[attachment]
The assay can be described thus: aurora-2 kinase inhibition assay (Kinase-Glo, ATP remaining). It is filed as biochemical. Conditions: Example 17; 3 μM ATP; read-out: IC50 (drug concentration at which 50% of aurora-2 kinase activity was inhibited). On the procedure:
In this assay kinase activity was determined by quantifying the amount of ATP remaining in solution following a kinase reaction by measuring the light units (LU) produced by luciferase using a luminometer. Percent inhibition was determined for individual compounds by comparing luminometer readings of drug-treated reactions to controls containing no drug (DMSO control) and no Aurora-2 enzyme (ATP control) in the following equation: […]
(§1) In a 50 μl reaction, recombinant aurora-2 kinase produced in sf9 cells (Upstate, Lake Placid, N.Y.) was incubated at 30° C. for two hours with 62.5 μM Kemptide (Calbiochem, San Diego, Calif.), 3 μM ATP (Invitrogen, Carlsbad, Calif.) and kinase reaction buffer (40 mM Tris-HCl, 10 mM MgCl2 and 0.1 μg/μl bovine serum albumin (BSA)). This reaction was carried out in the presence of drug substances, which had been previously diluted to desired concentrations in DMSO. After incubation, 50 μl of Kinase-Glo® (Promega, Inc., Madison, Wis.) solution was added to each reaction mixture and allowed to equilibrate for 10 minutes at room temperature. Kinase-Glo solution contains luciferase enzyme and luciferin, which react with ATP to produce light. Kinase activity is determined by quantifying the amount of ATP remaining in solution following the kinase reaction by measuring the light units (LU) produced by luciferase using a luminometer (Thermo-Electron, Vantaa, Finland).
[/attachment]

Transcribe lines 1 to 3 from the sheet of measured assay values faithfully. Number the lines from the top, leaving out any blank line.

The assay can be described thus: aurora-2 kinase inhibition assay (Kinase-Glo, ATP remaining). It is filed as biochemical. Conditions: Example 17; 3 μM ATP; read-out: IC50 (drug concentration at which 50% of aurora-2 kinase activity was inhibited). On the procedure:
In this assay kinase activity was determined by quantifying the amount of ATP remaining in solution following a kinase reaction by measuring the light units (LU) produced by luciferase using a luminometer. Percent inhibition was determined for individual compounds by comparing luminometer readings of drug-treated reactions to controls containing no drug (DMSO control) and no Aurora-2 enzyme (ATP control) in the following equation: […]
(§1) In a 50 μl reaction, recombinant aurora-2 kinase produced in sf9 cells (Upstate, Lake Placid, N.Y.) was incubated at 30° C. for two hours with 62.5 μM Kemptide (Calbiochem, San Diego, Calif.), 3 μM ATP (Invitrogen, Carlsbad, Calif.) and kinase reaction buffer (40 mM Tris-HCl, 10 mM MgCl2 and 0.1 μg/μl bovine serum albumin (BSA)). This reaction was carried out in the presence of drug substances, which had been previously diluted to desired concentrations in DMSO. After incubation, 50 μl of Kinase-Glo® (Promega, Inc., Madison, Wis.) solution was added to each reaction mixture and allowed to equilibrate for 10 minutes at room temperature. Kinase-Glo solution contains luciferase enzyme and luciferin, which react with ATP to produce light. Kinase activity is determined by quantifying the amount of ATP remaining in solution following the kinase reaction by measuring the light units (LU) produced by luciferase using a luminometer (Thermo-Electron, Vantaa, Finland).